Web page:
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Medical News
November 9, 1964

Tests, Techniques Evaluated At Meeting of Ophthalmologists

JAMA. 1964;190(6):41-43. doi:10.1001/jama.1964.03070190103054

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Abstract

Scientists in Michigan have developed a new, highly sensitive liver function test. The test is based on measurement of the enzyme guanase in the serum.

Normally, only negligible amounts of guanase can be found in the blood, according to the investigators: E. M. Knights, MD; J. L. Whitehouse; and C. M. Kopp, MD, Providence Hospital, Detroit; and A. C. Hue, PhD, the Ames Company, Elkhart, Ind.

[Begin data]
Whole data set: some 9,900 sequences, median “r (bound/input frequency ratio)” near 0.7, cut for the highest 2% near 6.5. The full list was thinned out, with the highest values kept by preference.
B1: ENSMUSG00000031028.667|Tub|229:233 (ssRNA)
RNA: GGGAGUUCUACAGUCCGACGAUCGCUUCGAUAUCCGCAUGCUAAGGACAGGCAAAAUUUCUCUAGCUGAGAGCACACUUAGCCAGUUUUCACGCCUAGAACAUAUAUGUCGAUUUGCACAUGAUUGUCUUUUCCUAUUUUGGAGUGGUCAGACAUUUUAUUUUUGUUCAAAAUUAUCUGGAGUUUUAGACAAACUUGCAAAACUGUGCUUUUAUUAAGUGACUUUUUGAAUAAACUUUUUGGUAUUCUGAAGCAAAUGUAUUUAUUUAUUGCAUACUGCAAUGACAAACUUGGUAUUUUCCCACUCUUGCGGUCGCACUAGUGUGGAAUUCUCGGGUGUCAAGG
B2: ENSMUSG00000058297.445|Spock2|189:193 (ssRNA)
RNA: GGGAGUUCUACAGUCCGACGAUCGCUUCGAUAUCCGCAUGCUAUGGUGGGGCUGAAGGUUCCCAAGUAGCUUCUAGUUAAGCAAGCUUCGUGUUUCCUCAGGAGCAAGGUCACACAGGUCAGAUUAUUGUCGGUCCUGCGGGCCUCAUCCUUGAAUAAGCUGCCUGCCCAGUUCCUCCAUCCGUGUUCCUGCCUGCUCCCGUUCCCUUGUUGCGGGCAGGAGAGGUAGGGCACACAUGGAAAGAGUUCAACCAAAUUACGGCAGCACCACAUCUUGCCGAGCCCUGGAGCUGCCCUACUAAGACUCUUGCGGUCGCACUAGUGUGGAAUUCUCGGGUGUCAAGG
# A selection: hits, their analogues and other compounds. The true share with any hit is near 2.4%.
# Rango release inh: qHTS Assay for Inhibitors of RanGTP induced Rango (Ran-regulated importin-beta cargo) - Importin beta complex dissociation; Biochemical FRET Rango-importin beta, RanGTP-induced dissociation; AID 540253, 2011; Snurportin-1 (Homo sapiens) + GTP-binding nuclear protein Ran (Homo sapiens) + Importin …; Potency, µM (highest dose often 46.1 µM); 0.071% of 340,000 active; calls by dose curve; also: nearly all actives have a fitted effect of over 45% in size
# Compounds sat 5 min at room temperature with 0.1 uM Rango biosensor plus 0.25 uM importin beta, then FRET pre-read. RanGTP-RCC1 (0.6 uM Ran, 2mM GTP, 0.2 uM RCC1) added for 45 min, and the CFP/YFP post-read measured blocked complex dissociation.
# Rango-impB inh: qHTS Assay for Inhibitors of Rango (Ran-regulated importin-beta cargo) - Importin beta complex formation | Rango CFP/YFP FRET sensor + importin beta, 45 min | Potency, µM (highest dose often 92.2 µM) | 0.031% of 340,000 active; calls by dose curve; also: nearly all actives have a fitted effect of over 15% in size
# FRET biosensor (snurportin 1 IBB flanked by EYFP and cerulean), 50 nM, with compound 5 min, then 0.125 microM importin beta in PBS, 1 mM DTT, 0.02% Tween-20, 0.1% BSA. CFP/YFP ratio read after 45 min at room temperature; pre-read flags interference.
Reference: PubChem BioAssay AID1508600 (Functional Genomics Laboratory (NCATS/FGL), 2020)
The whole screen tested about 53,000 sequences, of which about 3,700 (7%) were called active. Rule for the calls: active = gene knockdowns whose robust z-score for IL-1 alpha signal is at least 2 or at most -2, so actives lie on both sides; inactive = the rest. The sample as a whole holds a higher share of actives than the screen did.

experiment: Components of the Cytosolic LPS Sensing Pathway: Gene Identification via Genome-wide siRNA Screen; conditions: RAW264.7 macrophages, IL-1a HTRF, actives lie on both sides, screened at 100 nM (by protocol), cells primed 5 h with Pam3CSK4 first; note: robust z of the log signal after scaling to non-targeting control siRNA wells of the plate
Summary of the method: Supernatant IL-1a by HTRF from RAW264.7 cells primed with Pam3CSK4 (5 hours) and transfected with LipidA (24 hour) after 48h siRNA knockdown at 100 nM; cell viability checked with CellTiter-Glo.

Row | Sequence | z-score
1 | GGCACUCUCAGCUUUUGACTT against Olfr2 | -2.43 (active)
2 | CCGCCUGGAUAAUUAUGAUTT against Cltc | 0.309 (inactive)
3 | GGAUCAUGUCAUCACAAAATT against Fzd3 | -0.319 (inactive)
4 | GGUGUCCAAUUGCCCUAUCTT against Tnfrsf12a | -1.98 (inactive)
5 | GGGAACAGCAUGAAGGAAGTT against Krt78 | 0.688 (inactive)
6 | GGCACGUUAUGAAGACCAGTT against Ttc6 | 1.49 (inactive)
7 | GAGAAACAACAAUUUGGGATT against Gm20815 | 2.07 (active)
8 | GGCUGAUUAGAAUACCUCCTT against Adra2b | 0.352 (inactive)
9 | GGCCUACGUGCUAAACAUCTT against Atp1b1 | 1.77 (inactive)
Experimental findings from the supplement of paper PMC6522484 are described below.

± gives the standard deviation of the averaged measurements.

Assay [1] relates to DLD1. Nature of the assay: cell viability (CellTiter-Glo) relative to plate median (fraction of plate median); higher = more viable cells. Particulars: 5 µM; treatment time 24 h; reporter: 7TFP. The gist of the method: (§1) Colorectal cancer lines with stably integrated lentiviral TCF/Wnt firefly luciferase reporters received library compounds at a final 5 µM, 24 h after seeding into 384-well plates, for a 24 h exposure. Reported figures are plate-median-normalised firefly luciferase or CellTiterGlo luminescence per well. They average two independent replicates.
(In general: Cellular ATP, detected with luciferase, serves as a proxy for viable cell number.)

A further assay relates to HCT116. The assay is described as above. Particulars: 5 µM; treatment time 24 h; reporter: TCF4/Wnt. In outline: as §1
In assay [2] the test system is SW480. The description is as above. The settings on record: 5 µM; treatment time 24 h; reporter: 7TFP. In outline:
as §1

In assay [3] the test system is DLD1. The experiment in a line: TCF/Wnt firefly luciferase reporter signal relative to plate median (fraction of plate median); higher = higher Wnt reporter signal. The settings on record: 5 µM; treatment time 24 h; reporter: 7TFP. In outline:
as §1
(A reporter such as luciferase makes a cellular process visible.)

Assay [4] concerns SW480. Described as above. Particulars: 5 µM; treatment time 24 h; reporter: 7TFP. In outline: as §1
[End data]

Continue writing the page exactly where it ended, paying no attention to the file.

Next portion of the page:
Guanase participates in purine metabolism and is present in high concentrations in the liver. It is also encountered in the kidneys and the brain, but since these organs are not usually involved in the differential diagnosis of liver disease, in these conditions increased enzyme level is quite specific for hepatocellular damage.

Measuring guanase levels also indicates whether liver disease is of viral origin or results from obstructive jaundice due to external causes. In viral hepatitis or homologous serum jaundice the serum enzyme levels are

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